• Failing at something means you get to build your resilience muscles: dusting yourself off and standing back up proves to yourself that a) you can stand back up, b) that it gets easier each time and c) you’ve undoubtedly learned a ton because of the failure. In other words, you’ll know at a deep personal level that the old saying is true: those who experience and then overcome difficulty are stronger and better for it!
  • If you you’re willing to take risks, knowing that failure often is the absolute best teacher available when it comes to life and careers can transform the risky move easier to make.
  • You may find that you actually enjoy a different industry more than the one on which you had your sights set.
  • Embracing a squiggly career trajectory (up, down and sideways) means you’ll let yourself do the things that interest you, thus helping you learn what you don’t want to do. This can be as important as learning what you do want to do.
  • What’s more, you’ll understand that you don’t always need to continue doing something when it’s not working. For example, if you find that the career you just knew would make you happy doesn’t actually do so, you can unashamedly look into a new path.
  • You may actually find that promotions, higher pay and more responsibility aren’t the be-all and end-all for you. You may find that your definition of success instead entails spending more time with family and friends rather and/or creating art and/or volunteering for a cause in which you believe than working 60+ hours a week for the glamour (and almost certain stress) of being a person of importance in your field of work. (Or you may find the opposite: you discover that you want to be the boss!)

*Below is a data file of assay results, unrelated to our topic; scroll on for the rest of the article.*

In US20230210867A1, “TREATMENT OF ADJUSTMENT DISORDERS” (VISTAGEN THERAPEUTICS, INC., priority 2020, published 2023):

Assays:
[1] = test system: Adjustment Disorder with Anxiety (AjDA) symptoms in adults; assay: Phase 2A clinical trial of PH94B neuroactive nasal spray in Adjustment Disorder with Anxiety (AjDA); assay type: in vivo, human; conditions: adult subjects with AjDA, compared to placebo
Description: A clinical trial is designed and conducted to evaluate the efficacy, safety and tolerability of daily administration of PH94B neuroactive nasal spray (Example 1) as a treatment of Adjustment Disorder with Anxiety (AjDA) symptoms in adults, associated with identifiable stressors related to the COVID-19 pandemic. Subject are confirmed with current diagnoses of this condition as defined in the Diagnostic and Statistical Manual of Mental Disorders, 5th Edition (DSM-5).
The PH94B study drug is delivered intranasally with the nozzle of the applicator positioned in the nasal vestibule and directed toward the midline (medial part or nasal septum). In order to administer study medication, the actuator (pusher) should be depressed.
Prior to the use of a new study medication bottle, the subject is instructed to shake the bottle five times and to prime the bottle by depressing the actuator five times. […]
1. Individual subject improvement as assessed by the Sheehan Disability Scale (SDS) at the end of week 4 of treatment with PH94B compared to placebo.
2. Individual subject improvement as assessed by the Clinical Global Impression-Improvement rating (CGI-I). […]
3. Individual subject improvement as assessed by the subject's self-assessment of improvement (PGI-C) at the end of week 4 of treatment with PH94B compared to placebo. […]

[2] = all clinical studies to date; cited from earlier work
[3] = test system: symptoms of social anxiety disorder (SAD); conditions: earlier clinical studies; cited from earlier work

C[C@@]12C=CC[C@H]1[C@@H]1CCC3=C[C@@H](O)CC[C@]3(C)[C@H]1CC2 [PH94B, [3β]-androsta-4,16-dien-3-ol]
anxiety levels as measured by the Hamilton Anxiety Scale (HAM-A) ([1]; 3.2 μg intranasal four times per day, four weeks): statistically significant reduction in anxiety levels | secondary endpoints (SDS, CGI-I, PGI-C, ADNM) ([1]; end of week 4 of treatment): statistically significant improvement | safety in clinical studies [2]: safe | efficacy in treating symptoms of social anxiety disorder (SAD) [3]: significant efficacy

Just remember, careers today rarely move up and up and up. Embrace the failures. Look for opportunities to move sideways. Consider jobs you never have before.

And think about registering with a staffing agency such as Helpmates. Why? Because if you’re at all interested in exploring different career paths or industries, working for a firm such as ours allows you to “try on” different industries and positions without committing to any. Then, if you do find a position or industry you enjoy, there’s a good chance it can become permanent: more than one-third of people working on assignment received an offer of regular employment with the staffing company’s client.

To learn more about the many career-exploring opportunities we offer, contact the Helpmates branch office nearest you.

Dealing with “The Gap”

While most of us will work until about our mid-60s, not all of us will work all the time until then: most of us probably will have a gap in our work history either due to illness (ours or a family member’s), raising children, being laid off/quitting outright, or even taking a sabbatical.